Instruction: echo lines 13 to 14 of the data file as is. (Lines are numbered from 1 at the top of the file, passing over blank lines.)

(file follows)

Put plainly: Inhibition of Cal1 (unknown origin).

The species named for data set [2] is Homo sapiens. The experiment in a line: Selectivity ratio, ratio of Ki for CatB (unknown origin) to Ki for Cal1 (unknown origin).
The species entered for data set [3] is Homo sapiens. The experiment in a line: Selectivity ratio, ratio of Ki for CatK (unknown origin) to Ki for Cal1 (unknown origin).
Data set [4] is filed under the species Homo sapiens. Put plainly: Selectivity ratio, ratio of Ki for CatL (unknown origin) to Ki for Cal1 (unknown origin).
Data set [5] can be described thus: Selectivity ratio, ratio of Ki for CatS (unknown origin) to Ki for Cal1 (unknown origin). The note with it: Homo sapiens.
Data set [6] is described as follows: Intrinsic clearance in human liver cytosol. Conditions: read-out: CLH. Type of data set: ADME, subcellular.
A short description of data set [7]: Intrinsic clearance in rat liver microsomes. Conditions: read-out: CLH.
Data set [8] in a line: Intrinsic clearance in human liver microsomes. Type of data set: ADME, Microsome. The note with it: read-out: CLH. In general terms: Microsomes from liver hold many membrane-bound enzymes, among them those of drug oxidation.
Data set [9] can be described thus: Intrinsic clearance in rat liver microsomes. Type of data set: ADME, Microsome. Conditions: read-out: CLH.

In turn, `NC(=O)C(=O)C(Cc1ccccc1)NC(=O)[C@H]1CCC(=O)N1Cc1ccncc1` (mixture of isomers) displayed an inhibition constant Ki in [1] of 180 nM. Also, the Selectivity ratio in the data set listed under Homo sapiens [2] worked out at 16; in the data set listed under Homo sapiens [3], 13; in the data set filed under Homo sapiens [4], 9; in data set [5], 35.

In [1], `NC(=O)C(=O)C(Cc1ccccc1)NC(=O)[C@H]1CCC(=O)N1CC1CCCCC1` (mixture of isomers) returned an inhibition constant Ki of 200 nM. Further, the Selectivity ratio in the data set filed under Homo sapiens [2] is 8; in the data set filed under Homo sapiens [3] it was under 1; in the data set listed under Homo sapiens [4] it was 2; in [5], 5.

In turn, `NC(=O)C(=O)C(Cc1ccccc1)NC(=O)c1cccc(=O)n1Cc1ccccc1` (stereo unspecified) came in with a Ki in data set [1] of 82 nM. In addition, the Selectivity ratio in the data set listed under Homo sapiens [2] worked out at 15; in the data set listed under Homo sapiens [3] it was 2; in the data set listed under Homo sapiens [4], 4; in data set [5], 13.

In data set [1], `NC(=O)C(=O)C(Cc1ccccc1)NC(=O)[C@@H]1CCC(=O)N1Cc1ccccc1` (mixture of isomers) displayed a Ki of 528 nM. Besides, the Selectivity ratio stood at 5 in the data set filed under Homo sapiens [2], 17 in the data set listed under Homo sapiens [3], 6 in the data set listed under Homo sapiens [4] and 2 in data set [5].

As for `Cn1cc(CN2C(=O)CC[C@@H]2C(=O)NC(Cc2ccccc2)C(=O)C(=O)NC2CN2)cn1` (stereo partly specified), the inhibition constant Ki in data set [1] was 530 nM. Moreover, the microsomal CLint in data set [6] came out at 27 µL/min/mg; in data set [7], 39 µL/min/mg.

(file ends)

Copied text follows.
In data set [1], `NC(=O)C(=O)C(Cc1ccccc1)NC(=O)[C@@H]1CCC(=O)N1Cc1ccccc1` (mixture of isomers) displayed a Ki of 528 nM. Besides, the Selectivity ratio stood at 5 in the data set filed under Homo sapiens [2], 17 in the data set listed under Homo sapiens [3], 6 in the data set listed under Homo sapiens [4] and 2 in data set [5].

As for `Cn1cc(CN2C(=O)CC[C@@H]2C(=O)NC(Cc2ccccc2)C(=O)C(=O)NC2CN2)cn1` (stereo partly specified), the inhibition constant Ki in data set [1] was 530 nM. Moreover, the microsomal CLint in data set [6] came out at 27 µL/min/mg; in data set [7], 39 µL/min/mg.